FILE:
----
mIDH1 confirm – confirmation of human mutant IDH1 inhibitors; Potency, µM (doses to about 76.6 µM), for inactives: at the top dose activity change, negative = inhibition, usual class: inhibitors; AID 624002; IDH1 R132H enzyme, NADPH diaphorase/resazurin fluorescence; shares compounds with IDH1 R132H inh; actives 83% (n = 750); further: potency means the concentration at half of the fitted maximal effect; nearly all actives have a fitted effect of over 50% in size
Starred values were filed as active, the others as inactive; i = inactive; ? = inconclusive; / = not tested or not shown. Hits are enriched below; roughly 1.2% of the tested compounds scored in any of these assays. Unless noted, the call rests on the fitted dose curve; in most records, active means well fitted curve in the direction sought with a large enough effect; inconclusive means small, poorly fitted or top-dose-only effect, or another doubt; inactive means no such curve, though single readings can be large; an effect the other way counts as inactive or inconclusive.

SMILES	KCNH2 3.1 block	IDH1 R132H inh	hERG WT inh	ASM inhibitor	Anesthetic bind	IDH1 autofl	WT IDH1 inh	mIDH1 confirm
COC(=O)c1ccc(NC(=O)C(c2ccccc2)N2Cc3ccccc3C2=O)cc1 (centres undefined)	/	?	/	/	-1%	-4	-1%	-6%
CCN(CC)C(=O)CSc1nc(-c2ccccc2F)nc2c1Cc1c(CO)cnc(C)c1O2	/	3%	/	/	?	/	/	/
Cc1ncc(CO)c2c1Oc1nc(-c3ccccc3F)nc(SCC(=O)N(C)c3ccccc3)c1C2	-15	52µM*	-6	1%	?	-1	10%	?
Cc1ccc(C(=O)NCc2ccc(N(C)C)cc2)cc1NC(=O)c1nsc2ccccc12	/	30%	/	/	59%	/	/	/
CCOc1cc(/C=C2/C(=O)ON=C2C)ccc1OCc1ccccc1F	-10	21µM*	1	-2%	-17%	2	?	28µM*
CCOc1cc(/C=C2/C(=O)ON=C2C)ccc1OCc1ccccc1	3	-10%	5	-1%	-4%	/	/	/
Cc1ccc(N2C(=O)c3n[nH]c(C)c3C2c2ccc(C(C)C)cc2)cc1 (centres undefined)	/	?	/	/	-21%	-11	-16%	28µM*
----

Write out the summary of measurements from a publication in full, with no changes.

mIDH1 confirm – confirmation of human mutant IDH1 inhibitors; Potency, µM (doses to about 76.6 µM), for inactives: at the top dose activity change, negative = inhibition, usual class: inhibitors; AID 624002; IDH1 R132H enzyme, NADPH diaphorase/resazurin fluorescence; shares compounds with IDH1 R132H inh; actives 83% (n = 750); further: potency means the concentration at half of the fitted maximal effect; nearly all actives have a fitted effect of over 50% in size
Starred values were filed as active, the others as inactive; i = inactive; ? = inconclusive; / = not tested or not shown. Hits are enriched below; roughly 1.2% of the tested compounds scored in any of these assays. Unless noted, the call rests on the fitted dose curve; in most records, active means well fitted curve in the direction sought with a large enough effect; inconclusive means small, poorly fitted or top-dose-only effect, or another doubt; inactive means no such curve, though single readings can be large; an effect the other way counts as inactive or inconclusive.

SMILES	KCNH2 3.1 block	IDH1 R132H inh	hERG WT inh	ASM inhibitor	Anesthetic bind	IDH1 autofl	WT IDH1 inh	mIDH1 confirm
COC(=O)c1ccc(NC(=O)C(c2ccccc2)N2Cc3ccccc3C2=O)cc1 (centres undefined)	/	?	/	/	-1%	-4	-1%	-6%
CCN(CC)C(=O)CSc1nc(-c2ccccc2F)nc2c1Cc1c(CO)cnc(C)c1O2	/	3%	/	/	?	/	/	/
Cc1ncc(CO)c2c1Oc1nc(-c3ccccc3F)nc(SCC(=O)N(C)c3ccccc3)c1C2	-15	52µM*	-6	1%	?	-1	10%	?
Cc1ccc(C(=O)NCc2ccc(N(C)C)cc2)cc1NC(=O)c1nsc2ccccc12	/	30%	/	/	59%	/	/	/
CCOc1cc(/C=C2/C(=O)ON=C2C)ccc1OCc1ccccc1F	-10	21µM*	1	-2%	-17%	2	?	28µM*
CCOc1cc(/C=C2/C(=O)ON=C2C)ccc1OCc1ccccc1	3	-10%	5	-1%	-4%	/	/	/
Cc1ccc(N2C(=O)c3n[nH]c(C)c3C2c2ccc(C(C)C)cc2)cc1 (centres undefined)	/	?	/	/	-21%	-11	-16%	28µM*